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November 21, 2007

Getting Away From It All

Undersea Colonies

Perhaps the ultimate answer for those seriously worried that global warming is going to inundate the planet. Alex Michael Bonnici, a US expatriate now living in Malta, drew my attention to an interesting Undersea Colony Project inaugurated by Dennis Chamberland, for which Alex has been appointed the European Union Liaison. The following is from his introductory note:

There is a whole kingdom that lies uninhabited just beneath us. While we live crowded and struggling on a mere 59 million square miles of dry land, this new territory of certain promise spreads out before our very eyes and unfolds to encompass an astonishing 138 million cubic miles of habitable space! I am speaking of the oceans--whose human population is now and has always been zero. While there a few military men ply beneath the waves in submarines, they have no seafloor base to call home and they are always moving and temporary visitors without even a window from which to peer out. I am speaking of a human colony--a human undersea city--a permanent dwelling place for people and even families. Today it is but fantasy, as it has always been. But no more. As of today, the dream of permanently settling the undersea regions of our earth has taken wings.This is the site of the Atlantica I and II Expeditions that will establish the first human undersea colony. We do not intent to establish a base or an outpost, but a human colony. Soon, beneath the sea, families will live and work. Children will go to school. A new generation of children will be born there--the first citizens of a new ocean civilization.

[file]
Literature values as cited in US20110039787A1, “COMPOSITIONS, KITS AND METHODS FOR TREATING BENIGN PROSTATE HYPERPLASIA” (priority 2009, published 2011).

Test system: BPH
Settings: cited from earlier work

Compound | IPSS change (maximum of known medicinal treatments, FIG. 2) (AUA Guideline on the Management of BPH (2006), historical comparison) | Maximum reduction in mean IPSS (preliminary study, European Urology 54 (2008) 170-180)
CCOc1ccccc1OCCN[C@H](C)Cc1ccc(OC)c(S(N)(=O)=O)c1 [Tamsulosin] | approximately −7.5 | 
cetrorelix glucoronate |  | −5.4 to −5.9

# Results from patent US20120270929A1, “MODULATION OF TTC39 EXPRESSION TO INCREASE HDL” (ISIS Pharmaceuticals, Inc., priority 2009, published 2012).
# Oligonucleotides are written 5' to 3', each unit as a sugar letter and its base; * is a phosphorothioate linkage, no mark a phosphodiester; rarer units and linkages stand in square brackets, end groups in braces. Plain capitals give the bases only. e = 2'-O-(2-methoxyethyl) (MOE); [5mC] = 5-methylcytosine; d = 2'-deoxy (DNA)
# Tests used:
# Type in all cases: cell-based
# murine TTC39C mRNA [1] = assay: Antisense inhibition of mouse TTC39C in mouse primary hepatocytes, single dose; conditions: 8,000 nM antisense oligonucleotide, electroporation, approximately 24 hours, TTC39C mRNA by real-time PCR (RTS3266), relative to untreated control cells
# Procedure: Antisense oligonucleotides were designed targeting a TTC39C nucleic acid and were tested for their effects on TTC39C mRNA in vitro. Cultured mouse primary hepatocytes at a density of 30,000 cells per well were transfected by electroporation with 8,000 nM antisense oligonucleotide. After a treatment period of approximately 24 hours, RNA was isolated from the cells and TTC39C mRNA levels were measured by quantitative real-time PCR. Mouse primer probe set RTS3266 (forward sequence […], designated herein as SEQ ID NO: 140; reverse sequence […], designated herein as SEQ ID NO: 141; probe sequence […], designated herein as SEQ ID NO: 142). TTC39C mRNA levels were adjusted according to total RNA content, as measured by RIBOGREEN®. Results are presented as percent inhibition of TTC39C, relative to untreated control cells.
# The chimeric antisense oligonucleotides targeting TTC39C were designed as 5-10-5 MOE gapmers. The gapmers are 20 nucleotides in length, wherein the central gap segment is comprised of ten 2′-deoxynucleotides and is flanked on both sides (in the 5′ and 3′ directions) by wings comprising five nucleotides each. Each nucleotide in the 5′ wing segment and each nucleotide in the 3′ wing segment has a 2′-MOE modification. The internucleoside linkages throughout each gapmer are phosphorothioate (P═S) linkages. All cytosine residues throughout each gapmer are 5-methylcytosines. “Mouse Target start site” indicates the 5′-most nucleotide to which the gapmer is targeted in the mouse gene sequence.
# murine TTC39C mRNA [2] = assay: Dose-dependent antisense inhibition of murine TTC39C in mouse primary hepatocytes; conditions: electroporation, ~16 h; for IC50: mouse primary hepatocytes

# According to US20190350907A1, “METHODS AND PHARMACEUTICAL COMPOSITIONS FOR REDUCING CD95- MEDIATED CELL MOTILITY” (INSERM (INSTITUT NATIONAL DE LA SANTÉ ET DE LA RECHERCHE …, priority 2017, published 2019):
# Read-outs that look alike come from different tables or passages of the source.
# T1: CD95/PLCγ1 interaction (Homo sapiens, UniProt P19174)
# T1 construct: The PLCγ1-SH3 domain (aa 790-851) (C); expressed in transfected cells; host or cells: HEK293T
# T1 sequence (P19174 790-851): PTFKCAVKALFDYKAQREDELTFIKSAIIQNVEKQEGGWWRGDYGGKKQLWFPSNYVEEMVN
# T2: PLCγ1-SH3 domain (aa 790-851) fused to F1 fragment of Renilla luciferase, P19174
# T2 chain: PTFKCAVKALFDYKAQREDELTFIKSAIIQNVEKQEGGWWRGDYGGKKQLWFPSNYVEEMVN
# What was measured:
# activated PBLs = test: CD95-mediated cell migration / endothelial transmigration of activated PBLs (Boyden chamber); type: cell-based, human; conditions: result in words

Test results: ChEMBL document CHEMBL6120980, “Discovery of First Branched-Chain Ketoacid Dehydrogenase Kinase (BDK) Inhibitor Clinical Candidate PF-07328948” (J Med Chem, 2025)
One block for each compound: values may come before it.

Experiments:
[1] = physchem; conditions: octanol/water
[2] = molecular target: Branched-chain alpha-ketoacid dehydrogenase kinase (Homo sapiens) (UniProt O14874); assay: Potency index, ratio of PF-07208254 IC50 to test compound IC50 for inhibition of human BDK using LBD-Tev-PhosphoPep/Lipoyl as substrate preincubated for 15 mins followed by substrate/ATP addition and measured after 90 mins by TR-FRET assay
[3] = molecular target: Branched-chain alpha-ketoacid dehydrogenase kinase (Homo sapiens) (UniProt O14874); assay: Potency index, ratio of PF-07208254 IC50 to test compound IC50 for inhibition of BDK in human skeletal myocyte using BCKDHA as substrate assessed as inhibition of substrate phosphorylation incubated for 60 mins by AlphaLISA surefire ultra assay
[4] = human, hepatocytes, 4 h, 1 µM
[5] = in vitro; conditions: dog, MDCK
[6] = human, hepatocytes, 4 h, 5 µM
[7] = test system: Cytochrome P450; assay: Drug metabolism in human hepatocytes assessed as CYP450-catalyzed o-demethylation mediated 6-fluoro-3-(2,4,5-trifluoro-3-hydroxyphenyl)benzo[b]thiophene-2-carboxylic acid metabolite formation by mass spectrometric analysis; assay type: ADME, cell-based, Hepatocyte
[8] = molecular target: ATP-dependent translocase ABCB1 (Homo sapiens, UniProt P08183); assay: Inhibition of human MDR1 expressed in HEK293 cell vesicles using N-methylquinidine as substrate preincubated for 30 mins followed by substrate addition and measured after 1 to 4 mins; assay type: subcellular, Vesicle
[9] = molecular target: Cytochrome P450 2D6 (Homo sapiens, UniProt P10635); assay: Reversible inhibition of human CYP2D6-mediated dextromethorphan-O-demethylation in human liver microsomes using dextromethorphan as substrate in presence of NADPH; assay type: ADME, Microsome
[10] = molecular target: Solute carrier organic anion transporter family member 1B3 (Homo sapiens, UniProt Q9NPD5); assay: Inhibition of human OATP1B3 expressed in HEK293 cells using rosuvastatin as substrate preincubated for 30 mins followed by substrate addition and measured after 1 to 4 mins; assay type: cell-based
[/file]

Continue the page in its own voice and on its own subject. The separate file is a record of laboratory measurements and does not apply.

Full information at http://underseacolony.com/prime/.

It strikes me, on thinking about it, that they should perhaps consider drawing some of the initial population from among the residents here in Ireland west of the Shannon. Being accustomed to a somewhat watery environment overhead for much of the time would make them pre-adapted on the grounds of natural acclimatization, and so less prone to pyschological and emotional stresses that might adversely affect transplants from places like southern California, with consequent impairment of efficiency and attendant risks to all concerned. Just a thought. (Further consultancy available at reasonable rates.)

 
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